SUN Hockey Pool

A fourth of nature

ROBERT TYCHKOWSKI -- Edmonton Sun

, Last Updated: 7:52 AM ET

Call it fourth and goal.

Fourth liners Georges Laraque and Todd Harvey were buzzing against the Bs on Saturday, culminating in Todd Harvey's first-period goal, and have been developing a productive chemistry of late.

That's not easy for two guys who don't get any special teams work and have to take their shifts where they can get them in the new NHL.

"You have to be patient, you can't start dragging yourself down,'' said Laraque. "With the new rules you don't know what's going to happen, whether you're going to play three seven or 10 minutes. We just be patient on the bench and when we get out there go as hard as we can.

"Me and Todd talk about it, when we get our chance, when there aren't a lot of penalties, we'll be able to contribute.''

Laraque, who scored 13 goals in 2000-2001, is still waiting for his first goal of the season, but he has a three-game assist streak on the go right now.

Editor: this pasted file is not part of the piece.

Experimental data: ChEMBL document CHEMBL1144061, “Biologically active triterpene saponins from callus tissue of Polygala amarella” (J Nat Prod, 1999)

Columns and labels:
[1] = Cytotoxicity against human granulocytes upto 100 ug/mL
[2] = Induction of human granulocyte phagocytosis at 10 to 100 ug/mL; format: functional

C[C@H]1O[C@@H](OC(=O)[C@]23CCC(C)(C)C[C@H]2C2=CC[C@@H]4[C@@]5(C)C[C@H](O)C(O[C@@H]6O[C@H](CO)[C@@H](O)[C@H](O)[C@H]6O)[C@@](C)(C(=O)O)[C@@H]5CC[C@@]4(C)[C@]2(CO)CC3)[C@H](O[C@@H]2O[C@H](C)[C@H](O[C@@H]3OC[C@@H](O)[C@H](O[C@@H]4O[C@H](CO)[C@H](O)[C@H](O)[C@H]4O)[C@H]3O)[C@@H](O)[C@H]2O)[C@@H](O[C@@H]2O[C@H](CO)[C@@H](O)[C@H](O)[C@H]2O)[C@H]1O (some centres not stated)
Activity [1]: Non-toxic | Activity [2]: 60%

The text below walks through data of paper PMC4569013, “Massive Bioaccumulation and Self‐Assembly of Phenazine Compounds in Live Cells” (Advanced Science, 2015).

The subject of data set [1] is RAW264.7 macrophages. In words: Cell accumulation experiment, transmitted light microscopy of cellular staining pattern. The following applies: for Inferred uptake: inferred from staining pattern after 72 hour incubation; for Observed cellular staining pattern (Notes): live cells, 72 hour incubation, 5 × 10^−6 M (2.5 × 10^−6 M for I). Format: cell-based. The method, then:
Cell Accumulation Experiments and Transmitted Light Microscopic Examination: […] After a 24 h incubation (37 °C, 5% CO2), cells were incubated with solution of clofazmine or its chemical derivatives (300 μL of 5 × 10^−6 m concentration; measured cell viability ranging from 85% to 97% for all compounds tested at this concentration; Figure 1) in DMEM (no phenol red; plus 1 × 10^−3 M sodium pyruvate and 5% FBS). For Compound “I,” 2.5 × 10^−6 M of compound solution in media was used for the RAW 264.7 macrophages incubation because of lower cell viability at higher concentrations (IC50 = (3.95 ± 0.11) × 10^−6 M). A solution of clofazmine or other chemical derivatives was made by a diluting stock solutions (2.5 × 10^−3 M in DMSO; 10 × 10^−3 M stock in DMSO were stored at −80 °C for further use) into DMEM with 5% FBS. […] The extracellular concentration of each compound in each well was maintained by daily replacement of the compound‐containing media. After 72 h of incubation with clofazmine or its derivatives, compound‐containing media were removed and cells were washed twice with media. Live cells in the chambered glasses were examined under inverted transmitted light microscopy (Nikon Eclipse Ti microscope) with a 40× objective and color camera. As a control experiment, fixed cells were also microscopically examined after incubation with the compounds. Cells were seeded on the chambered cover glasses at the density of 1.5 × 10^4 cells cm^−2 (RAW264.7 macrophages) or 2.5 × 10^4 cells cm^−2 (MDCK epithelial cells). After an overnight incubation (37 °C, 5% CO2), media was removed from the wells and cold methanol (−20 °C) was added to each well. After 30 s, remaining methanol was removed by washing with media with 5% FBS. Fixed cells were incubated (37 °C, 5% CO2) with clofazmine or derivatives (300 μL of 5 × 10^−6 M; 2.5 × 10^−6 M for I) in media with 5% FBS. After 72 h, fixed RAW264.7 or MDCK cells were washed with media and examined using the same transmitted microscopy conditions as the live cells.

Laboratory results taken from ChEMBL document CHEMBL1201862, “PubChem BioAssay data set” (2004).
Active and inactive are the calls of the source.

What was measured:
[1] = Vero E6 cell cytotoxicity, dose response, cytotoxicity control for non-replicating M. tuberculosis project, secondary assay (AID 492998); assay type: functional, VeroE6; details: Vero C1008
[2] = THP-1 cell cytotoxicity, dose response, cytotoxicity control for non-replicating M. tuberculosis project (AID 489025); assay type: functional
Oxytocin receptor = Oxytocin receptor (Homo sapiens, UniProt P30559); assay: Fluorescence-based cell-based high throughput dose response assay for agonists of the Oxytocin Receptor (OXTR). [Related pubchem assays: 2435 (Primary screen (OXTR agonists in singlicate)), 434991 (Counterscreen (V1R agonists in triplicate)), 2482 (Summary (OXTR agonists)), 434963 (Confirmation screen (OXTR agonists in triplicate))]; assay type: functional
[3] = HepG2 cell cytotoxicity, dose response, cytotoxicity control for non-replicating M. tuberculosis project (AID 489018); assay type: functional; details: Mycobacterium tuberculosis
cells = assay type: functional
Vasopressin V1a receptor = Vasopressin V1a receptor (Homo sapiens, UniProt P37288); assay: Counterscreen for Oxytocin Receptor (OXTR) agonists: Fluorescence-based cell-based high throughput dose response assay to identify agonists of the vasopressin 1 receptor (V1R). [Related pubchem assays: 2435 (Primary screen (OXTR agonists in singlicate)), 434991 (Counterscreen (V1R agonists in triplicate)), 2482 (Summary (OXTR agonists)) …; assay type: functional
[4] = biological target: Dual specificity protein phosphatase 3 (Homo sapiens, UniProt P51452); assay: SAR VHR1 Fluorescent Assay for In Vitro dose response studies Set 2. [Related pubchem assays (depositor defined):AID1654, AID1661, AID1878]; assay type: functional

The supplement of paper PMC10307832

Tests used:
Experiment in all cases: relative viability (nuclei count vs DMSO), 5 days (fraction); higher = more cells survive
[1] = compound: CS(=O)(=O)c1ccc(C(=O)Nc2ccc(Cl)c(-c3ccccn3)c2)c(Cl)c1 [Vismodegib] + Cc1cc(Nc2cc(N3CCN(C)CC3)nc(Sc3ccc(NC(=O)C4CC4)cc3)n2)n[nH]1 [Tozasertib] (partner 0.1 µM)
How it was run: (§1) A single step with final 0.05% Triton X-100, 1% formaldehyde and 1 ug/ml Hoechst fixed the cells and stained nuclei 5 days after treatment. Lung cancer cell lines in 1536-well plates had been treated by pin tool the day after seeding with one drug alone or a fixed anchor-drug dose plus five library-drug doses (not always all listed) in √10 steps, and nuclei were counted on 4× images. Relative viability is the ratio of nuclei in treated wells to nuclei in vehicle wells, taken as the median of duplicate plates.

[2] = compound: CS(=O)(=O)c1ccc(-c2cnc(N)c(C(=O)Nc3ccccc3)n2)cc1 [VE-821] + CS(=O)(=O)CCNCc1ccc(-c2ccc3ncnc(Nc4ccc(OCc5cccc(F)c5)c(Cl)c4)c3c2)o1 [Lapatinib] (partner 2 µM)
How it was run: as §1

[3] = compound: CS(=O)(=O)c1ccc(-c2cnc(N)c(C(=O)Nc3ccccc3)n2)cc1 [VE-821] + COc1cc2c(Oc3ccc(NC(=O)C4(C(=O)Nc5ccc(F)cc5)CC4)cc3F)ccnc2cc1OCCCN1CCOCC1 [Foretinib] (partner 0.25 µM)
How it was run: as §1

"My confidence has always been good,'' he said. "When you play three minutes ... any player it's impossible in three minutes to be able to contribute offensively. But I know that if I get the ice time I can contribute offensively, I've done it in the past.''

Laraque's getting more ice time than most heavies, who are usually stapled to the pine, but ask him if he he likes the new rules and he doesn't pull his punch.

"Obviously not. Last season I was playing 10 minutes, now I'm averaging six. It's like a yo-yo, some games it's 10 minutes, some games it's three because of the special teams. Sometimes we're killing penalties the whole period. Then you're cold. We're always hoping for a good, five on five game.''

SCARY SPILL: Radek Dvorak threw the Oilers for a pretty serious scare yesterday when he slammed into the end boards at full speed after practice. He yelled out in pain and collapsed in a heap before being helped off the ice.

"He went in going a million miles an hour,'' said MacTavish, adding his initial impression was that Dvorak would be out for a while. "It didn't look good when he left the ice.''

A little while later, though, after some ice and treatment from trainer Ken Lowe, Dvorak was up and about and wondering what all the fuss was for.

"I just hit the boards hard,'' he said, adding it pretty much hurt everywhere. "It was a lot of things. I fell down about three feet before the boards and I couldn't get up. I kind of felt pain in my back and in my legs, but I'm OK. Kenny said we it's better that we get off the ice and get ready for (today).''


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